A broadband radio view of transient jet ejecta in the black hole candidate X-ray binary MAXI J1535–571
Abstract We present a broadband radio study of the transient jets ejected from the black hole candidate X-ray binary MAXI J1535–571, which underwent a prolonged outburst beginning on 2017 September 2. We monitored MAXI J1535–571 with the Murchison Widefield Array (MWA) at frequencies from 119 to 186 MHz over six epochs from 2017 September 20 to 2017 October 14. The source was quasi-simultaneously observed over the frequency range 0.84–19 GHz by UTMOST (the Upgraded Molonglo Observatory Synthesis Telescope) the Australian Square Kilometre Array Pathfinder (ASKAP), the Australia Telescope Compact Array (ATCA), and the Australian Long Baseline Array (LBA). Using the LBA observations from 2017 September 23, we measured the source size to be $34\pm1$ mas. During the brightest radio flare on 2017 September 21, the source was detected down to 119 MHz by the MWA, and the radio spectrum indicates a turnover between 250 and 500 MHz, which is most likely due to synchrotron self-absorption (SSA). By fitting the radio spectrum with a SSA model and using the LBA size measurement, we determined various physical parameters of the jet knot (identified in ATCA data), including the jet opening angle ( $\phi_{\rm op} = 4.5\pm1.2^{\circ}$ ) and the magnetic field strength more »
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Award ID(s):
Publication Date:
NSF-PAR ID:
10346269
Journal Name:
Publications of the Astronomical Society of Australia
Volume:
38
ISSN:
1323-3580
Weakly accreting black hole X-ray binaries launch compact radio jets that persist even in the quiescent spectral state, at X-ray luminosities ≲ 10−5 of the Eddington luminosity. However, radio continuum emission has been detected from only a few of these quiescent systems, and little is known about their radio variability. Jet variability can lead to misclassification of accreting compact objects in quiescence, and affects the detectability of black hole X-ray binaries in next-generation radio surveys. Here we present the results of a radio monitoring campaign of A0620 − 00, one of the best-studied and least-luminous known quiescent black hole X-ray binaries. We observed A0620 − 00 at 9.8 GHz using the Karl G Jansky Very Large Array on 31 epochs from 2017 to 2020, detecting the source $\sim 75{{\ \rm per\, cent}}$ of the time. We see significant variability over all time-scales sampled, and the observed flux densities follow a lognormal distribution with μ = 12.5 μJy and σ = 0.22 dex. In no epoch was A0620 − 00 as bright as in 2005 (51 ± 7 μJy), implying either that this original detection was obtained during an unusually bright flare, or that the system is fading in the radio over time. We presentmore »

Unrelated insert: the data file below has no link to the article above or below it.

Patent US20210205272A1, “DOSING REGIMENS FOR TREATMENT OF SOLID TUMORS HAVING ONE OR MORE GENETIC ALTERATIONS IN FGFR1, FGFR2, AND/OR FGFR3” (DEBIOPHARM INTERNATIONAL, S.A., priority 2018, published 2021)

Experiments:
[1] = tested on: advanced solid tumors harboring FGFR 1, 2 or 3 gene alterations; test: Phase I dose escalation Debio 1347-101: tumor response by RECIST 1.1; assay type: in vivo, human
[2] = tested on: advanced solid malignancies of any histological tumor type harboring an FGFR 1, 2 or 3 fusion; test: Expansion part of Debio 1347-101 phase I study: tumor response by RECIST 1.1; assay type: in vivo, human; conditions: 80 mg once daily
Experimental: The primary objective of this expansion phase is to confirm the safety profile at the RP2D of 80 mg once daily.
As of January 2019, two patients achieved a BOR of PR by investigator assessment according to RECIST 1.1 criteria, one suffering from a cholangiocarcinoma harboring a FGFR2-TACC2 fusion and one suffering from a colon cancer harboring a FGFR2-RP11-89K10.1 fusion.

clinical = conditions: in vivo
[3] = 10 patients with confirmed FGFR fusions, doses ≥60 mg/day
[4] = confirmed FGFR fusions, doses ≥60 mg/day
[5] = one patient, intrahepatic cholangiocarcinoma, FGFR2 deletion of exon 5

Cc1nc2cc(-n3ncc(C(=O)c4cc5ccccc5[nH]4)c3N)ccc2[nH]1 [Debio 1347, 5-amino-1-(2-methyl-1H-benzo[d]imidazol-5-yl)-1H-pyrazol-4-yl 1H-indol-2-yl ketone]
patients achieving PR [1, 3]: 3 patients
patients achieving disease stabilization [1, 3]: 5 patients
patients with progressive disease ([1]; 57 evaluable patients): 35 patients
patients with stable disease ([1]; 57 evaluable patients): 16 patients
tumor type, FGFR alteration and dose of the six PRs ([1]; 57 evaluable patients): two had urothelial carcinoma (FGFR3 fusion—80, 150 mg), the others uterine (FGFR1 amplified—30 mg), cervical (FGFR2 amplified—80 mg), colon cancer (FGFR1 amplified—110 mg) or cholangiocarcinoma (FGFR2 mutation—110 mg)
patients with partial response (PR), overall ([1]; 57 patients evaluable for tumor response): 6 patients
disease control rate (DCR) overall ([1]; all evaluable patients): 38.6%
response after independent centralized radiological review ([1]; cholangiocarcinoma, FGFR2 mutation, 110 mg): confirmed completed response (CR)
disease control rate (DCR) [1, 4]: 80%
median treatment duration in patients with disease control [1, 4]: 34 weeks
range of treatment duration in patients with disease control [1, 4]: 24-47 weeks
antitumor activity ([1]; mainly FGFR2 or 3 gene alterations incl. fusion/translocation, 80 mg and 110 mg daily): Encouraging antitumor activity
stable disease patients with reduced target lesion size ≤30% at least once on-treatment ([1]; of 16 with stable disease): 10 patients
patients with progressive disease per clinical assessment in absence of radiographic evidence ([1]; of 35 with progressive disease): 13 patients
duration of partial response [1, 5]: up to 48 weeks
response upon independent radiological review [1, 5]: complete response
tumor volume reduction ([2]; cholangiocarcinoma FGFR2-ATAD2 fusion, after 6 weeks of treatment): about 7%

4. Abstract We present the first Faraday rotation measure (RM) grid study of an individual low-mass cluster—the Fornax cluster—which is presently undergoing a series of mergers. Exploiting commissioning data for the POlarisation Sky Survey of the Universe’s Magnetism (POSSUM) covering a ${\sim}34$ square degree sky area using the Australian Square Kilometre Array Pathfinder (ASKAP), we achieve an RM grid density of ${\sim}25$ RMs per square degree from a 280-MHz band centred at 887 MHz, which is similar to expectations for forthcoming GHz-frequency ${\sim}3\pi$ -steradian sky surveys. These data allow us to probe the extended magnetoionic structure of the cluster and its surroundings in unprecedented detail. We find that the scatter in the Faraday RM of confirmed background sources is increased by $16.8\pm2.4$ rad m −2 within 1 $^\circ$ (360 kpc) projected distance to the cluster centre, which is 2–4 times larger than the spatial extent of the presently detectable X-ray-emitting intracluster medium (ICM). The mass of the Faraday-active plasma is larger than that of the X-ray-emitting ICM and exists in a density regime that broadly matches expectations for moderately dense components of the Warm-Hot Intergalactic Medium. We argue that forthcoming RM grids from both targeted and survey observations may be amore »